Beginning in 2001, more than one hundred commercial fishing vessel captains have helped deploy oceanographic sensors on the Northeast Continental Shelf as part of the Environmental Monitors on Lobster Traps and Large Trawlers (eMOLT) program. While there have been a variety of instruments deployed, bottom temperature sensors and satellite-tracked drifters have provided the most data and continue to be deployed today. As of this writing, over 50 commercial vessels have collectively transmitted over 13,000 haul-averaged bottom temperatures in real time which are now being fed to ocean forecast models. For our fisheries to be sustained in a rapidly changing environment, it is important that the stakeholders be involved and partner with government-funded science to monitor our shelf water variability on multiple time and space scales.
Project URL: http://www.emolt.org/
Geographic Scope: Data collected from thousands of locations on the Northeast Continental Shelf by commercial fishing vessels emanating from dozens of ports ranging from New Jersey to Nova Scotia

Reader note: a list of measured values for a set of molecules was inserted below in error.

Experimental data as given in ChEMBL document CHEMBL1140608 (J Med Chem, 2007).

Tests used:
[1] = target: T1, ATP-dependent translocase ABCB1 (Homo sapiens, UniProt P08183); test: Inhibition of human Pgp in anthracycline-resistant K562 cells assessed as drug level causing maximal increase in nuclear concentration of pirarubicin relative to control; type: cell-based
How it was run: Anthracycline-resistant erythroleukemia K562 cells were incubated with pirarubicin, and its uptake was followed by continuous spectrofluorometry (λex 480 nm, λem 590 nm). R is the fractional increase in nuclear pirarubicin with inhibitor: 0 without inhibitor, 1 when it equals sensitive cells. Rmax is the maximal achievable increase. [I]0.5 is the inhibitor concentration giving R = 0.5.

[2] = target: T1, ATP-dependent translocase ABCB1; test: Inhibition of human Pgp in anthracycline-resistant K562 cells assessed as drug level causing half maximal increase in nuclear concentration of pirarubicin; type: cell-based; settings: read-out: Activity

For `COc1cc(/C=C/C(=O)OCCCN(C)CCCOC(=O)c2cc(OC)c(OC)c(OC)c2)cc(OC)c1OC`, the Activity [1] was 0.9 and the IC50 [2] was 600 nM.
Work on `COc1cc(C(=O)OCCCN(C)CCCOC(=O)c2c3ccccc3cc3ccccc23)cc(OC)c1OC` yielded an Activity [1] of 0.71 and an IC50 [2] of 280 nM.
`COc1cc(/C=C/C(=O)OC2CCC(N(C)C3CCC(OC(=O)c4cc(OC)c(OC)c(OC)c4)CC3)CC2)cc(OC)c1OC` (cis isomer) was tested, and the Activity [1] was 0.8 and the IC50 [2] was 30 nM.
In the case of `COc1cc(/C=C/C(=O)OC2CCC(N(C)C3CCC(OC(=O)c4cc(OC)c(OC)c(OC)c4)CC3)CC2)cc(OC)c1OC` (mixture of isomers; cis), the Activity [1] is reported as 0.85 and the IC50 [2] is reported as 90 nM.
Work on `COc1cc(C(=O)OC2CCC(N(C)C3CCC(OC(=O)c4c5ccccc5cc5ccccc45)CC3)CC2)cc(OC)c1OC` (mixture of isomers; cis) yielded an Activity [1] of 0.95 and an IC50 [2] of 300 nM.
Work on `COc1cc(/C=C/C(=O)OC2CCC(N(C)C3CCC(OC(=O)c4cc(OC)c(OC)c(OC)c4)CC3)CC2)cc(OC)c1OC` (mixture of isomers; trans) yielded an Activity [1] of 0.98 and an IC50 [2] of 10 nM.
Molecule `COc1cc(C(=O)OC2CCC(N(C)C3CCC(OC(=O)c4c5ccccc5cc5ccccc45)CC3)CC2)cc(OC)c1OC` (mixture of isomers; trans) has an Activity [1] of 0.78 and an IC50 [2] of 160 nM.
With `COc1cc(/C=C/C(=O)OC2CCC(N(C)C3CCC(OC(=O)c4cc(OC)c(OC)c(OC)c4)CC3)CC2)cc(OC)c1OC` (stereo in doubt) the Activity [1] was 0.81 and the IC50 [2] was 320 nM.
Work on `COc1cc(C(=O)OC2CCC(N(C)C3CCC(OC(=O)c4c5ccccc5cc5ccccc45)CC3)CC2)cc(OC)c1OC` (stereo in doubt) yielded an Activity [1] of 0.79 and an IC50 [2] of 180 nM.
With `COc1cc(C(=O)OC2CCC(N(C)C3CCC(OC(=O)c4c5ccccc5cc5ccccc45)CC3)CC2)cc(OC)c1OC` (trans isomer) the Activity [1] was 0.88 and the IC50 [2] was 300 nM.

Project Status: Active - recruiting volunteers
Participation Tasks: Learning, Measurement, Observation,
Start Date: 04/01/2001
Project Contact: firstname.lastname@example.org
Federal Government Sponsor:
Other Federal Government Sponsor:
Fields of Science: Climate and weather, Computers and technology, Ecology and environment, Education, Ocean/water and marine
Intended Outcomes: With help from the commercial fishing industry, the Gulf of Maine Lobster Foundation in particular, we hope to collect basic physical oceanographic data that can a) improve both ocean circulation models and stock assessments and b) contribute to our local ocean observing system for decades to come.